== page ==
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Is this conversation with school mum weird?

(94 Posts)
Mam654 Fri 20-Sep-19 11:24:57

Hi, wasn't sure where to post this. I've just had a conversation with a mum whose son is very good friends with my son - they go to pre-school together. We are also very good friends.

Our sons are very close and always choose to play with each other. The mum also looks after my son when I take our daughters to a club once a week.

At the pre-school today, she pulled her son away from mine to play with another child, leaving my son on his own. Outside, she just told me that she is moving her son to another pre-school day (so they spend two days together but not the third), because she is concerned they are spending too much time together and that her son is getting too dependent on my son.

I kind of get that. But the pre-school have told us that there isn't a 'leader' and they have a good, equal friendship. But she then said she's going to organise play dates with other children, so he has other friends. I replied that I hope they will all be friends together in a group.

The reason I'm nervous is because a similar situation happened with our daughters - they were very good friends, but the mum became quite anxious about making other friendships for her DH (and leaving my DH out), often keeping me in the dark, so that when they got to school my DH found her best friend already had another group of friends that she did not know about, and she was basically left out of that group. It was very upsetting for her.

I can feel this happening again - I'm assuming I won't be invited to these other friendship playdates. I feel as if she is a bit over-anxious about friendships and engineers situations. The conversation has left me feeling a bit euch. Surely the boys will just work it our for themselves without any meddling?

mbosnz Fri 20-Sep-19 13:38:49

Perhaps you might want to think about expanding your son's circle of friends and fostering other friendships, so he isn't left similarly isolated?

Jeschara Fri 20-Sep-19 13:43:34

Let the kids get on with it, they usually do without adult interference.

VladmirsPoutine Fri 20-Sep-19 13:56:27

That's very extreme! She's literally moving to another pre-school. Unless your son continuously bullies her son then she sounds WAY over the top1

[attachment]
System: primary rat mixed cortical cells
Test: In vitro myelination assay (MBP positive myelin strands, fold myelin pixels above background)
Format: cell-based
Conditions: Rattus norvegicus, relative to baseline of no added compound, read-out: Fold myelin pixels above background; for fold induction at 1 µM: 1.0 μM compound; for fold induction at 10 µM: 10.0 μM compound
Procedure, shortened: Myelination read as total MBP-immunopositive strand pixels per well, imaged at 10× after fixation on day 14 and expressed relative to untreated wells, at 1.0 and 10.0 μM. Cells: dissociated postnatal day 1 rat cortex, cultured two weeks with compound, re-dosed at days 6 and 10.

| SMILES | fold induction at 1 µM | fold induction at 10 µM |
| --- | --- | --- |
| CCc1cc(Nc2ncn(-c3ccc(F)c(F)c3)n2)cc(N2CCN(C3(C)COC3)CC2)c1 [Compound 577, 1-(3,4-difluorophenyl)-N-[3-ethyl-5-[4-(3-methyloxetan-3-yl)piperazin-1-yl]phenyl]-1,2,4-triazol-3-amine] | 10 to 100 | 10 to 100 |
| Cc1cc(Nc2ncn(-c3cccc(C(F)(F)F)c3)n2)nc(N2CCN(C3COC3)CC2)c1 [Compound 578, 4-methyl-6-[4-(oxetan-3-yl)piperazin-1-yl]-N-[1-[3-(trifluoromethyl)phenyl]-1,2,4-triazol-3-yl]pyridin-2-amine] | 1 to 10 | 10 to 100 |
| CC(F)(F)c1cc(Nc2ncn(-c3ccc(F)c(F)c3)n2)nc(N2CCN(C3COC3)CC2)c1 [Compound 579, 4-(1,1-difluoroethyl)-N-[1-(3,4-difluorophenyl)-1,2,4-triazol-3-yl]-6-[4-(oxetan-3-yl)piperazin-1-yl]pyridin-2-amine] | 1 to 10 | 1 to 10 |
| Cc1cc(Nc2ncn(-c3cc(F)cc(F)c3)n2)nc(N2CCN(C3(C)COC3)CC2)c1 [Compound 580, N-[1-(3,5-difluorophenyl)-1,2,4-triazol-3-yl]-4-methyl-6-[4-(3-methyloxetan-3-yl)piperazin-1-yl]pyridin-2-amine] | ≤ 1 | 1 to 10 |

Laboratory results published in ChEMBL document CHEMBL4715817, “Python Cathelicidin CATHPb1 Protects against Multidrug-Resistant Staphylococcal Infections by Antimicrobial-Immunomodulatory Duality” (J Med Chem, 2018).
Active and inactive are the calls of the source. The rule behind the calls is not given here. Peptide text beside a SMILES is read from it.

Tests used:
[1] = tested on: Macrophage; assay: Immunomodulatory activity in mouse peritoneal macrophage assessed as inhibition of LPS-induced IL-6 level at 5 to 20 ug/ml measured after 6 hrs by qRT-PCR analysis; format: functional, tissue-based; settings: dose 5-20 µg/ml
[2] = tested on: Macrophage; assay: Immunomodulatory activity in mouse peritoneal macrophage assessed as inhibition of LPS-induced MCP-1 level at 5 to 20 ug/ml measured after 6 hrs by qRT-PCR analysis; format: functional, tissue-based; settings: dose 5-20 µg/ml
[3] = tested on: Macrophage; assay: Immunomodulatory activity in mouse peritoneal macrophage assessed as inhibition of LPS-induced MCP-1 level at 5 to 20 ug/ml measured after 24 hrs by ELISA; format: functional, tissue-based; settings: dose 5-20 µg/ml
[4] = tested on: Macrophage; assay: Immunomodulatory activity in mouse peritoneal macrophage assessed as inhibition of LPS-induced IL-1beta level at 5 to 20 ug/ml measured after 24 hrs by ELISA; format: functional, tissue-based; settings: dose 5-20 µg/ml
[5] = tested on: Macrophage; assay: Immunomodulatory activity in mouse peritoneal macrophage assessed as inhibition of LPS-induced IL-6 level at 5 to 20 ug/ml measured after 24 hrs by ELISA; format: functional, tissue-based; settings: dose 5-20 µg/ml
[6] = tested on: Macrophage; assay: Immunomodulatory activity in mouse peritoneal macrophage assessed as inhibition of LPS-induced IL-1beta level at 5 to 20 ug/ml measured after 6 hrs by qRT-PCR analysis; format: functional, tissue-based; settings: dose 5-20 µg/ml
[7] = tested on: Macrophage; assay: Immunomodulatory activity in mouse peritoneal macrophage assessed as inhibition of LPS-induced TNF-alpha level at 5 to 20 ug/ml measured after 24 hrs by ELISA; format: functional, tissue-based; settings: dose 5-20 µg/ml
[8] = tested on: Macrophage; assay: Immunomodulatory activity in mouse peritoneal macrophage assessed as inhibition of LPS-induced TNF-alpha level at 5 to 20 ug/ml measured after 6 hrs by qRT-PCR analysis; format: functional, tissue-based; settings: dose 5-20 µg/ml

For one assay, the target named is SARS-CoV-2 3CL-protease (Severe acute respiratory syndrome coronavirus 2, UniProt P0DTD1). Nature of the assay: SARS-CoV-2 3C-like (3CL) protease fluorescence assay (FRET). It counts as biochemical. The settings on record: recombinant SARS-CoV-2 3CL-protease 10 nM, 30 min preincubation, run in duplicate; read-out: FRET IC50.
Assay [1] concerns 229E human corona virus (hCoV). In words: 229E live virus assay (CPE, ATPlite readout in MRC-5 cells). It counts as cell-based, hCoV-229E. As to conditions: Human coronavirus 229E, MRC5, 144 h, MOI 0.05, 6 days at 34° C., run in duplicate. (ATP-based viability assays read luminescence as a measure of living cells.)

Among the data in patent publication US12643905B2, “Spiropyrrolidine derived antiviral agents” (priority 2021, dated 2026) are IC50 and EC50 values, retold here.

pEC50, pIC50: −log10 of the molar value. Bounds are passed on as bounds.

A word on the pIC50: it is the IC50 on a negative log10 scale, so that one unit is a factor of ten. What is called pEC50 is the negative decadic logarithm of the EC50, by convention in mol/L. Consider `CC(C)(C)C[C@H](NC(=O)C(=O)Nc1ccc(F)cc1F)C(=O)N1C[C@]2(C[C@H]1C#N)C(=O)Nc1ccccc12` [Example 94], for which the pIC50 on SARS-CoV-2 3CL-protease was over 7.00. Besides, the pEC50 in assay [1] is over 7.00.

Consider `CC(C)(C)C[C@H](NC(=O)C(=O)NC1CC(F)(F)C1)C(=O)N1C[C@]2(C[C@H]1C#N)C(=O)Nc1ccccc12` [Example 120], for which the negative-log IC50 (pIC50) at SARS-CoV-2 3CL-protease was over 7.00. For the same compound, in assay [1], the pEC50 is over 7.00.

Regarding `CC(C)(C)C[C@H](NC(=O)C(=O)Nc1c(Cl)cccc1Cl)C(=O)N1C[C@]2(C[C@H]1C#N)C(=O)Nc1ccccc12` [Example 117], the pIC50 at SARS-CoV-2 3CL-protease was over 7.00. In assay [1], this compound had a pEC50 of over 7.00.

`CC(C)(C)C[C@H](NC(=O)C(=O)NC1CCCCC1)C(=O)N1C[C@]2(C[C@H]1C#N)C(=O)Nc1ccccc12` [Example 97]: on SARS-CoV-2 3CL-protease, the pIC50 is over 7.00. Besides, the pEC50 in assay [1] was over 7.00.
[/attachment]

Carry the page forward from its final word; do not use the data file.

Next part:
EssentialHummus Fri 20-Sep-19 14:08:00

vlad I think she's just moving his days around at this preschool: " Outside, she just told me that she is moving her son to another pre-school day (so they spend two days together but not the third)"

I don't know OP. I'd think about what you can do for your DS so he has other friendships too, because this mum sounds rather too interfering.

TheSerenDipitY Fri 20-Sep-19 14:13:23

she doesnt like you and doesnt want her kids playing with yours, because then she will have to chat to you.... sorry

VladmirsPoutine Fri 20-Sep-19 14:15:48

Thanks for that Essential clearly my comprehension skills eluded me! grin it doesn't sound so extreme in that case.

But all that said, I'd focus on developing a range of friendships too. Look at it as though you're just developing a rounded, healthy range of friendships so he doesn't feel too put out when the inevitable happens and they fall out over a toy or whatever.

Bluntness100 Fri 20-Sep-19 14:16:06

The concerning thing here is this happened with your daughter also. Do your kids become a bit focused or latched on, do they play nicely? Is there something in your own interactions?

As a one off I'd say it was her, but for it to happen twice, is kind of odd.

roseunicornblower Fri 20-Sep-19 14:17:21

Encourage your son to start playing with other kids too and then leave them to it.

dowehaveastalker Fri 20-Sep-19 14:20:01

Widen your sons group. She’ll realise soon enough if you let what she’s doing bother
You.

northdevonnewbie Fri 20-Sep-19 14:21:38

Was it the same mum with your daughter?

123space Fri 20-Sep-19 14:22:13

Distance yourself from this woman. Why are you still taking her daughter to clubs when she behaved like that toward her? Encourage your children to play with other kids who don't have a controlling mum.

billy1966 Fri 20-Sep-19 14:23:03

OP, when your DD was treated this way, deliberately, why would you set your son up for a dose of the same.🤔

Honestly, have a think. I don't think she is a friend.

See what's in front of you and definitely start having other playdates for your son.

CharityConundrum Fri 20-Sep-19 14:24:15